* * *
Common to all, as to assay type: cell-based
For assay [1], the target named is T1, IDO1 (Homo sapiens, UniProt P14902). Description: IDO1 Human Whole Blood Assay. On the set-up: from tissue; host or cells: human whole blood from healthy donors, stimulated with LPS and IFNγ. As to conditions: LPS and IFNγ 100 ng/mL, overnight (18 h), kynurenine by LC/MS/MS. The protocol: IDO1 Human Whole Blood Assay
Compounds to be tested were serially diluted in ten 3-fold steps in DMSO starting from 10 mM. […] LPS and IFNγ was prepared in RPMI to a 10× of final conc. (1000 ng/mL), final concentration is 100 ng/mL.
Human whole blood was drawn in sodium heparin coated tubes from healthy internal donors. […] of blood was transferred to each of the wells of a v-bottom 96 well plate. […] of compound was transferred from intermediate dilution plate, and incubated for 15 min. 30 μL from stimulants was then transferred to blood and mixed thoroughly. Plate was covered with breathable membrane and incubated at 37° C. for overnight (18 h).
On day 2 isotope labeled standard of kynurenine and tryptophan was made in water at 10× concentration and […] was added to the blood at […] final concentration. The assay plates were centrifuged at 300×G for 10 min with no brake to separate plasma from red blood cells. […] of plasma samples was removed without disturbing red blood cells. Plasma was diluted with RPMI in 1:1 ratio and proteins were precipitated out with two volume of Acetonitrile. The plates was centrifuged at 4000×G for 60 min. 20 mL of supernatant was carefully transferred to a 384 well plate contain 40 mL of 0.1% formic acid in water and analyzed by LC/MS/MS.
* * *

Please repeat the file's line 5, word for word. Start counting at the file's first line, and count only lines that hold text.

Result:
On day 2 isotope labeled standard of kynurenine and tryptophan was made in water at 10× concentration and […] was added to the blood at […] final concentration. The assay plates were centrifuged at 300×G for 10 min with no brake to separate plasma from red blood cells. […] of plasma samples was removed without disturbing red blood cells. Plasma was diluted with RPMI in 1:1 ratio and proteins were precipitated out with two volume of Acetonitrile. The plates was centrifuged at 4000×G for 60 min. 20 mL of supernatant was carefully transferred to a 384 well plate contain 40 mL of 0.1% formic acid in water and analyzed by LC/MS/MS.